that every human being is unique. You never find carbon copies of the same
person, so that keeps each one of us special all of the time.
By the time we got back to Dad and Tricia, we had as many great shells as we
could carry. We had all found several horseshoe crab shells of different
sizes. We didn't want to take them with us because it's hard to find one that
doesn't stink, so we took a picture of them "attacking" Zion. Then we left
them all on the beach for someone else to find and play with.
As the sun was setting, we headed back to the boat. It was time for Christmas
Eve dinner and prayers and presents. We always open our family presents on
Christmas Eve and save our Santa presents for Christmas morning.
The kids did a great job of shopping. Zion gave me a carved wooden dolphin chimes that looks lovely hanging above the galley. He gave Dan a fun game called Pin Art. It's a plate full of silver pins that you can hold against an object, like your face, and the pins reflect the shape. It might not sound like much, but it's a fascinating thing to play with. We keep it on our table because it gets used so much. And he gave Tricia a cat book that identifies all of the different kinds of cats with beautiful pictures. Tricia gave me a stained glass picture frame with a beautiful shell on it. And, best of all, inside the frame she put a picture from a previous Christmas where she and I were sitting side-by-side in our matching dresses at Grandma's house. She gave Dad a Florida t-shirt which was a great addition to his scant wardrobe. And she gave Zion a bag of red things. There's a story to go with this. Years ago, when she was little, she gave Zion a bag of red things for his birthday. She knew he liked red, so she collected all of the red toys that he already had and put them in a bag for him on this birthday. She wrote a cute little card that said "Happy Birthday and I hope you like the color red". Zion was not very impressed with the gift, since he already owned all of the items in the bag. Well, when we were cleaning out the house in October we found that old card. Tricia decided to use it again for Christmas, but this time she filled the bag with NEW red stuff. It's a good thing that Tricia and Zion were good shoppers, because Mom was far too practical with her gifts. There were lots of them, but they were all some kind of food or drink, like candy or Sobe or Mentos. The biggest disappointment were the little cases that sounded like some kind of jewelry when they were wrapped. They were really TicTacs. Tricia exercised a great deal of self control and decided to open only one present a day so they would last longer. The thrill was gone, though, because she already could tell what they all were just by feeling them. We all had a good laugh as the kids proclaimed this was the most "pitiful" Christmas ever (while chowing down on all of the treats). They went to bed with only dim hopes for Christmas morning.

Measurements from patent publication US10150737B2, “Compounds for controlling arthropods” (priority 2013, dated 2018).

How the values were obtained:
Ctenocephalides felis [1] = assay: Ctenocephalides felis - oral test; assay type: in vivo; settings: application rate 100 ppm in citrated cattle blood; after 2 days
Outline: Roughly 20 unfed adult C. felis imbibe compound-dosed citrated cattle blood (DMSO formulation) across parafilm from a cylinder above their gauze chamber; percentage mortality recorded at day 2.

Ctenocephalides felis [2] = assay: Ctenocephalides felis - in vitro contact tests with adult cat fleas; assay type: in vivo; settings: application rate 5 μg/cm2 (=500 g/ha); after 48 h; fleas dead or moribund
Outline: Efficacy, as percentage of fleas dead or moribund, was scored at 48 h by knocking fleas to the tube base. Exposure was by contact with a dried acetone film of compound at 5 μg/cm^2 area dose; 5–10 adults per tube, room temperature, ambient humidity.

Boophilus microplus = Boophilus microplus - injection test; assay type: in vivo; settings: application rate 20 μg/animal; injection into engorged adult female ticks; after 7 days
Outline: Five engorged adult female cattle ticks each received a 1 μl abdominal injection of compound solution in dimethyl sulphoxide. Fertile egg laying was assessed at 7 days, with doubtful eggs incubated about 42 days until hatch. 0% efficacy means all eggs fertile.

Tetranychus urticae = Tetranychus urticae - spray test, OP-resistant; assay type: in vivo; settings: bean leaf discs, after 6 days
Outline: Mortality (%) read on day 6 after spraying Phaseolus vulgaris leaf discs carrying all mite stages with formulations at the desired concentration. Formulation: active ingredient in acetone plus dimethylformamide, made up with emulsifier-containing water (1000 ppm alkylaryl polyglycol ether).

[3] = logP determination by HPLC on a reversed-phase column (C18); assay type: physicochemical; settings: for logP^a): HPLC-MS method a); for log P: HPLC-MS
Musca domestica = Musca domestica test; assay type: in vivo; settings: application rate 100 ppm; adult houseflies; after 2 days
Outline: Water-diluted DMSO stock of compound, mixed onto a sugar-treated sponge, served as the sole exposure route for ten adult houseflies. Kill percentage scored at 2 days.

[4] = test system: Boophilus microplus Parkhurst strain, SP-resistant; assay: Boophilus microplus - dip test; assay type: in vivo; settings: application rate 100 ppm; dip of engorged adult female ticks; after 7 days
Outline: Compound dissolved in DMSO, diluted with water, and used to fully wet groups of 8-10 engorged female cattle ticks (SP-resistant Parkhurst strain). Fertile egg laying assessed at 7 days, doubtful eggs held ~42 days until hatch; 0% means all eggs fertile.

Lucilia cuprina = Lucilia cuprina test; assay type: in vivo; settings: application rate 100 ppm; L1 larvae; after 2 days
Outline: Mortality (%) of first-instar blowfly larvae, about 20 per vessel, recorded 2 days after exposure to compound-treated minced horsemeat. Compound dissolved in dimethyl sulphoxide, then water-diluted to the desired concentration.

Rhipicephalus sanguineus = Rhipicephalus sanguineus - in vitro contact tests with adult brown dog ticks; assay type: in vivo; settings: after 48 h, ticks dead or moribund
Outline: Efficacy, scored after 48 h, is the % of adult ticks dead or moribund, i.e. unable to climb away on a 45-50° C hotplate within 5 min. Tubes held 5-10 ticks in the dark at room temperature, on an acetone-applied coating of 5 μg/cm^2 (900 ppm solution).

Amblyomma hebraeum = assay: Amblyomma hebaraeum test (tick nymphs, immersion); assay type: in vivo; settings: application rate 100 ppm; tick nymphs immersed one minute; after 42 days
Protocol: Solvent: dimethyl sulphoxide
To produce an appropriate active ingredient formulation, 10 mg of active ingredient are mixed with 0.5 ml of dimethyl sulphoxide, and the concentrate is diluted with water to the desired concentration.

Day 157 - Monday, December 25 - CHRISTMAS DAY
Captiva Island, Florida
Mile 13 on the Intracoastal Waterway When we awoke on Christmas morning we found that Santa had filled our socks with more goodies to eat. And these were our real socks, not the fake, fancy Christmas kind. There were also a few presents. Tricia got Christina Aquilera and Now 5 CDs while Zion got Pink Floyd's "The Wall" CD and some new boxer shorts. They were both very happy.
After a breakfast of cinnamon rolls and bacon, we watched the Christmas play
that the kids had prepared. It was called "The Christmas Spirit". It was
written and directed by Tricia. They had been practicing in secret for days,
and directing one's brother is never an easy task. They had costumes and sets
and they even sang for us. We thought it was great (as any parents would!)
In the afternoon we had to leave for Captiva Island. My friend, Jeanne, from Chicago was spending Christmas week with her family on Sanibel Island (next to Captiva). We had made plans to meet her and take her sailing on the day after Christmas. Since the north side of Sanibel Island was a Wildlife Refuge with very shallow waters, we needed to find a place to meet them on Captiva. Plus, we wanted to make Christmas phone calls to our families so we needed to get back to civilization. It was a beautiful, warm, sunny day with a strong wind from the north. It was one of the best sailing days we have ever had. There were lots of other boats out on the holiday. Some sailors were wearing Santa hats. We quickly got to Captiva and made our phone calls to Jeanne and our families back home.
Day 158 - Tuesday, December 26
Cape Coral City Marina, Florida